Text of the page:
Amy is the head of news for the Bay of Plenty Times.

Editorial: Need to ensure value for money

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Photo/file

On the face of it Labour's new policy of three years of free tertiary education sounds great but I suspect it will do more harm than good.

It's predicted to eventually cost the taxpayer $1.2 billion a year.

Careful consideration needs to be given to any policy that costs that sort of money to make sure it is not money poured down the drain.

Amy Wiggins.
Amy Wiggins.

For some people it will undoubtedly give them a chance they would have struggled to get otherwise, but I fear for many it will be three years and thousands of dollars wasted.

A good proportion of 18-year-olds really have no idea what they want to do when they leave school.

Read more: Mixed views from Bay on free study pledge

It's still a young age to be deciding on a career and for that reason many people take a gap year.

Free tertiary education may well be seen as an easy option by those who don't know what to do after school.

Why go out and get a job if you can spend the next three years studying for free?

There is no incentive to make sure it's something you really want to do if you are not having to fork out the money to pay for a degree or apprenticeship.

In the same way, there is less incentive to study hard and get good grades if you're not going to have to pay the money back at some stage.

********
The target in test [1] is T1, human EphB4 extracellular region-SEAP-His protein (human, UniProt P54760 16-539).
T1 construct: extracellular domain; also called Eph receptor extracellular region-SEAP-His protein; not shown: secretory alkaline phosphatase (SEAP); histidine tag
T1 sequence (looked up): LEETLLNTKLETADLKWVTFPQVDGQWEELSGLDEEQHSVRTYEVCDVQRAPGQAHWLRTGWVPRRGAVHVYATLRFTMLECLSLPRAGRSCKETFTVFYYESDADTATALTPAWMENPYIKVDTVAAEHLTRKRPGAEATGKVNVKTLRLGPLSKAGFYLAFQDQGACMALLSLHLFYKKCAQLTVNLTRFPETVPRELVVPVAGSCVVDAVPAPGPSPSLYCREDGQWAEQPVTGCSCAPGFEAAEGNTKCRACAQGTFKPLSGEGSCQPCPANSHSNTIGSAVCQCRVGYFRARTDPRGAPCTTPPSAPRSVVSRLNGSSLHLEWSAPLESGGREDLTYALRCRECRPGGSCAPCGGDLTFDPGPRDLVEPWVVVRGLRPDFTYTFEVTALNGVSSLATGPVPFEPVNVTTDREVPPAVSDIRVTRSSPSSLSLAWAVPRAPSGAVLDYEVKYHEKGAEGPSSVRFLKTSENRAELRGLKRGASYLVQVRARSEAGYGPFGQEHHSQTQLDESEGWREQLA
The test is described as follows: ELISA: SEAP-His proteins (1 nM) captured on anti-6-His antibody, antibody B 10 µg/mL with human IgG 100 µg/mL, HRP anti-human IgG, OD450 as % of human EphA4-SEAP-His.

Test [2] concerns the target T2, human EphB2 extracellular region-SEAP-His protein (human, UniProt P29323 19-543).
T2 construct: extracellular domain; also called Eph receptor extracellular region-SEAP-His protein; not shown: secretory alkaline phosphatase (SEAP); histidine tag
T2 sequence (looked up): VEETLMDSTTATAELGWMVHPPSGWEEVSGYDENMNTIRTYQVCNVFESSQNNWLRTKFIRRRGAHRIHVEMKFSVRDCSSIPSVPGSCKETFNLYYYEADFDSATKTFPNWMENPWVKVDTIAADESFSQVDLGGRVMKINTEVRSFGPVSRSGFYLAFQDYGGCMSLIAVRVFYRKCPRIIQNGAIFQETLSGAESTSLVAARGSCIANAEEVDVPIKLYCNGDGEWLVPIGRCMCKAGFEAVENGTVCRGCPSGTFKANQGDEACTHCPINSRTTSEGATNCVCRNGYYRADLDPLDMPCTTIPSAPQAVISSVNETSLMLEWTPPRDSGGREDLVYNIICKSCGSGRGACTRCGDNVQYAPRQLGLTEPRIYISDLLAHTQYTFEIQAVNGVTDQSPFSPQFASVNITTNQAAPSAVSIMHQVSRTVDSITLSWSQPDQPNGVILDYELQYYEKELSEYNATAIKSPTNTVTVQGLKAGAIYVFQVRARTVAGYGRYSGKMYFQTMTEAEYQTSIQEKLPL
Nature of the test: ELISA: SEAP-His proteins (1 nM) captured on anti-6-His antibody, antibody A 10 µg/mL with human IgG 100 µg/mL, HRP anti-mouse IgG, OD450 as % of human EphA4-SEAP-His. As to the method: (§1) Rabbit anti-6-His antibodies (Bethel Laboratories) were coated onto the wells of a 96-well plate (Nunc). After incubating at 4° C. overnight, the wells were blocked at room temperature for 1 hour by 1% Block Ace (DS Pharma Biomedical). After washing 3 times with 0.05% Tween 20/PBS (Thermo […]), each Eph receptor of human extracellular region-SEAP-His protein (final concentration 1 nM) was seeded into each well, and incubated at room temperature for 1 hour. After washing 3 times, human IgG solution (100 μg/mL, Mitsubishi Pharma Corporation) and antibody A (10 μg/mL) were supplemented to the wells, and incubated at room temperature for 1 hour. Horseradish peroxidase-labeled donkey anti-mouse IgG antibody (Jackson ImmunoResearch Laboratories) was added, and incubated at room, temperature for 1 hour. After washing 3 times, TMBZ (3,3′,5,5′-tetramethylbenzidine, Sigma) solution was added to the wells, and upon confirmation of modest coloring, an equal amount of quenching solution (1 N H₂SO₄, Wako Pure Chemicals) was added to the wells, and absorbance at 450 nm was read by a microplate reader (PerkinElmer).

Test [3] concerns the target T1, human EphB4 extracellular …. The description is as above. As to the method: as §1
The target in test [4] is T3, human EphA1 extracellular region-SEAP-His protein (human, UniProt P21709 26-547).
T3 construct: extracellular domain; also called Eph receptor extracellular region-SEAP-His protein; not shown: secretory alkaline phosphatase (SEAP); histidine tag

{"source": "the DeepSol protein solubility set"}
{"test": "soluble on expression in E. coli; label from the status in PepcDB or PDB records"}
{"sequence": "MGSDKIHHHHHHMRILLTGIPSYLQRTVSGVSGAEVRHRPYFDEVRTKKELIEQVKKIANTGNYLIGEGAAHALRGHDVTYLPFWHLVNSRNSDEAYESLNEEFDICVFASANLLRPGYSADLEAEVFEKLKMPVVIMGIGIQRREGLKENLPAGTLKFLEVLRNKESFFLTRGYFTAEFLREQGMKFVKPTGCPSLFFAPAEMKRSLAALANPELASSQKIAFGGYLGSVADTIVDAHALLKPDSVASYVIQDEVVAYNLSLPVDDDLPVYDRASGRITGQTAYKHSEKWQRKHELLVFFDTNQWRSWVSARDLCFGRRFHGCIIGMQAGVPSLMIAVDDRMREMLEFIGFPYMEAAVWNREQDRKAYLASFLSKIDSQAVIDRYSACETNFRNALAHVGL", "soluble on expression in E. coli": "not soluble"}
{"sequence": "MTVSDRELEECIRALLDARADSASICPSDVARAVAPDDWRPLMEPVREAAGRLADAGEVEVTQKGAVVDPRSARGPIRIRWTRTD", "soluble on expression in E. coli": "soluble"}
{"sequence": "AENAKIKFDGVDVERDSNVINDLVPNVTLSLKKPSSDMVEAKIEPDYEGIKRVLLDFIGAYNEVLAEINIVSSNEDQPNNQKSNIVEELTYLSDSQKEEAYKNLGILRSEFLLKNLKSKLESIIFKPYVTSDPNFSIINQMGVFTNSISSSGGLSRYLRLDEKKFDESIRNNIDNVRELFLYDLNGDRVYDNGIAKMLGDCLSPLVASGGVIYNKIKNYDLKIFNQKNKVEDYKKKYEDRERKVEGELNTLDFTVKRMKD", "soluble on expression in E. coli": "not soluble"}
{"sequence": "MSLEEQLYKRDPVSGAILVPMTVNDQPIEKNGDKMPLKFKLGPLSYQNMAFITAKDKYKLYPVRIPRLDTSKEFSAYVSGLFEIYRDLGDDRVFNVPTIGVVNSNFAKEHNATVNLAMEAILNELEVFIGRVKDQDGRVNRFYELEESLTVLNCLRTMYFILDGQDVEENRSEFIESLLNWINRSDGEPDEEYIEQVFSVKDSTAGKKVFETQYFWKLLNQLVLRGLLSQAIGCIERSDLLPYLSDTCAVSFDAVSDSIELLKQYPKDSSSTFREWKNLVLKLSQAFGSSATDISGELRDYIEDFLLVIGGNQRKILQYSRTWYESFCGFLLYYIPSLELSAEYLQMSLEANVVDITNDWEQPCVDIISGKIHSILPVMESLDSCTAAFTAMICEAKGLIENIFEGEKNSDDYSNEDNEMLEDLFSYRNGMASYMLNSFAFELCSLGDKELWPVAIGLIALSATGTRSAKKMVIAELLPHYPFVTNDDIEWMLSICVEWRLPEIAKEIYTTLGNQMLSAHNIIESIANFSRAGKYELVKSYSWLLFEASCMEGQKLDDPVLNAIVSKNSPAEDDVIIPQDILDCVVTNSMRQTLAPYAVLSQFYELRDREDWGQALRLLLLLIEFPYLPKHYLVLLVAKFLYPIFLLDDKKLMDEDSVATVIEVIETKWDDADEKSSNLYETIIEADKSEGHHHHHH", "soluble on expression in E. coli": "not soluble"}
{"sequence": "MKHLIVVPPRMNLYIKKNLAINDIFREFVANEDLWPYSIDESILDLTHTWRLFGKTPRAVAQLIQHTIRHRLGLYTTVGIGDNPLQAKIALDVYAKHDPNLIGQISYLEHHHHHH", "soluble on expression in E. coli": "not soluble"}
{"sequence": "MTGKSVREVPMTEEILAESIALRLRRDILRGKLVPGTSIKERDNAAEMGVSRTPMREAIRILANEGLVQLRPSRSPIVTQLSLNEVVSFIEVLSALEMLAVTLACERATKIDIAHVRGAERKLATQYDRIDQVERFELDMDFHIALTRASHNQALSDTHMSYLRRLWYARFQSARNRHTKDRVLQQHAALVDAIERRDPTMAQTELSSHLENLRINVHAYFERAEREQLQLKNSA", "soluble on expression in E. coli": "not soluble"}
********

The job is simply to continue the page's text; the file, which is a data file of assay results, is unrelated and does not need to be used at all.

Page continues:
University students are renowned for spending as much time partying as studying and that lifestyle will surely attract some people who wouldn't bother with university if they had to pay.

Coming out of university with a large loan is tough - but it is already interest-free so it is manageable if you work hard and steadily pay it off.

There are other ways the Government could invest in tertiary education.

Maybe they could even consider a subsidy to make tertiary study cheaper rather than free.

Or offer grants to those people signing up for courses that will qualify them to work in areas where there is a high demand for more staff.

What about subsidising the fees forked out by medical students, who have to survive at least six years of study, or students of other essential services?

There's got to be another way that ensures we are getting value for money.

- Bay of Plenty Times

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